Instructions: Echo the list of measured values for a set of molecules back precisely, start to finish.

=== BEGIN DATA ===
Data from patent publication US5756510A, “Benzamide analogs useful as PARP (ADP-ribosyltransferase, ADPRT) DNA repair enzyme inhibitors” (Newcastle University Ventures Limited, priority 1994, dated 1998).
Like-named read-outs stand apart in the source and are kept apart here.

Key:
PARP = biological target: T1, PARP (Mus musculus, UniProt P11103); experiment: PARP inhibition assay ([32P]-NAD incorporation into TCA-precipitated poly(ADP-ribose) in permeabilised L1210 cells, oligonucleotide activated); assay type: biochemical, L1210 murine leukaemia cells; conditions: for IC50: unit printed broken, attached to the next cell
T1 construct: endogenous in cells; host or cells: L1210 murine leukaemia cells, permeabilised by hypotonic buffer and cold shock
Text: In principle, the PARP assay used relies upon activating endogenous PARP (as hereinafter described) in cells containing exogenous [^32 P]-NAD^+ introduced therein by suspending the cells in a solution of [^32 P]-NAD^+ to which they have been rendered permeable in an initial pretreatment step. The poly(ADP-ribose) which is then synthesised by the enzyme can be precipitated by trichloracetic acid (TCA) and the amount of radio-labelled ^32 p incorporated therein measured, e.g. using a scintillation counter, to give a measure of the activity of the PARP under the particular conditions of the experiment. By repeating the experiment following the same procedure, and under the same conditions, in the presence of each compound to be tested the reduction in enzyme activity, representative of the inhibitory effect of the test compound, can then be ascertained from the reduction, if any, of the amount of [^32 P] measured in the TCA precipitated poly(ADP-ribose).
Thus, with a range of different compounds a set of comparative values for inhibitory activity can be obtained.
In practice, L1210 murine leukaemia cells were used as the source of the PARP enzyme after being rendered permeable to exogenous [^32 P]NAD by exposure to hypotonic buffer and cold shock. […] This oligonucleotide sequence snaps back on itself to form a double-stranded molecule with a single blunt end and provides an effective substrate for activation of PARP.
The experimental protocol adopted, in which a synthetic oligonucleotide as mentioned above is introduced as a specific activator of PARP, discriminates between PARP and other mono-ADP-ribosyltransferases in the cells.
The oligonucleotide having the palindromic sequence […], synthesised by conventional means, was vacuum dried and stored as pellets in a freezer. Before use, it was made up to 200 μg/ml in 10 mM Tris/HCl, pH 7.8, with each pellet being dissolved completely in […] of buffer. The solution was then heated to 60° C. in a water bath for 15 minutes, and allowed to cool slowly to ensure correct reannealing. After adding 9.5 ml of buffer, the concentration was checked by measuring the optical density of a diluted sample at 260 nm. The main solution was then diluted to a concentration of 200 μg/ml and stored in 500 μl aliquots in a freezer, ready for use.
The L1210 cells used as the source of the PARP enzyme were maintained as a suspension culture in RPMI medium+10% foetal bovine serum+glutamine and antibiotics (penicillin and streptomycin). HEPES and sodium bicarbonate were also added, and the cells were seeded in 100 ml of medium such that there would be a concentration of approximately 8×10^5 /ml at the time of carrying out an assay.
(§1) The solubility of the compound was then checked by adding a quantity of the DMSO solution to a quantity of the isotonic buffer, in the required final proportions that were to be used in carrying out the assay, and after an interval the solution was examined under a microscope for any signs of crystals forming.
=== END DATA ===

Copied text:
Data from patent publication US5756510A, “Benzamide analogs useful as PARP (ADP-ribosyltransferase, ADPRT) DNA repair enzyme inhibitors” (Newcastle University Ventures Limited, priority 1994, dated 1998).
Like-named read-outs stand apart in the source and are kept apart here.

Key:
PARP = biological target: T1, PARP (Mus musculus, UniProt P11103); experiment: PARP inhibition assay ([32P]-NAD incorporation into TCA-precipitated poly(ADP-ribose) in permeabilised L1210 cells, oligonucleotide activated); assay type: biochemical, L1210 murine leukaemia cells; conditions: for IC50: unit printed broken, attached to the next cell
T1 construct: endogenous in cells; host or cells: L1210 murine leukaemia cells, permeabilised by hypotonic buffer and cold shock
Text: In principle, the PARP assay used relies upon activating endogenous PARP (as hereinafter described) in cells containing exogenous [^32 P]-NAD^+ introduced therein by suspending the cells in a solution of [^32 P]-NAD^+ to which they have been rendered permeable in an initial pretreatment step. The poly(ADP-ribose) which is then synthesised by the enzyme can be precipitated by trichloracetic acid (TCA) and the amount of radio-labelled ^32 p incorporated therein measured, e.g. using a scintillation counter, to give a measure of the activity of the PARP under the particular conditions of the experiment. By repeating the experiment following the same procedure, and under the same conditions, in the presence of each compound to be tested the reduction in enzyme activity, representative of the inhibitory effect of the test compound, can then be ascertained from the reduction, if any, of the amount of [^32 P] measured in the TCA precipitated poly(ADP-ribose).
Thus, with a range of different compounds a set of comparative values for inhibitory activity can be obtained.
In practice, L1210 murine leukaemia cells were used as the source of the PARP enzyme after being rendered permeable to exogenous [^32 P]NAD by exposure to hypotonic buffer and cold shock. […] This oligonucleotide sequence snaps back on itself to form a double-stranded molecule with a single blunt end and provides an effective substrate for activation of PARP.
The experimental protocol adopted, in which a synthetic oligonucleotide as mentioned above is introduced as a specific activator of PARP, discriminates between PARP and other mono-ADP-ribosyltransferases in the cells.
The oligonucleotide having the palindromic sequence […], synthesised by conventional means, was vacuum dried and stored as pellets in a freezer. Before use, it was made up to 200 μg/ml in 10 mM Tris/HCl, pH 7.8, with each pellet being dissolved completely in […] of buffer. The solution was then heated to 60° C. in a water bath for 15 minutes, and allowed to cool slowly to ensure correct reannealing. After adding 9.5 ml of buffer, the concentration was checked by measuring the optical density of a diluted sample at 260 nm. The main solution was then diluted to a concentration of 200 μg/ml and stored in 500 μl aliquots in a freezer, ready for use.
The L1210 cells used as the source of the PARP enzyme were maintained as a suspension culture in RPMI medium+10% foetal bovine serum+glutamine and antibiotics (penicillin and streptomycin). HEPES and sodium bicarbonate were also added, and the cells were seeded in 100 ml of medium such that there would be a concentration of approximately 8×10^5 /ml at the time of carrying out an assay.
(§1) The solubility of the compound was then checked by adding a quantity of the DMSO solution to a quantity of the isotonic buffer, in the required final proportions that were to be used in carrying out the assay, and after an interval the solution was examined under a microscope for any signs of crystals forming.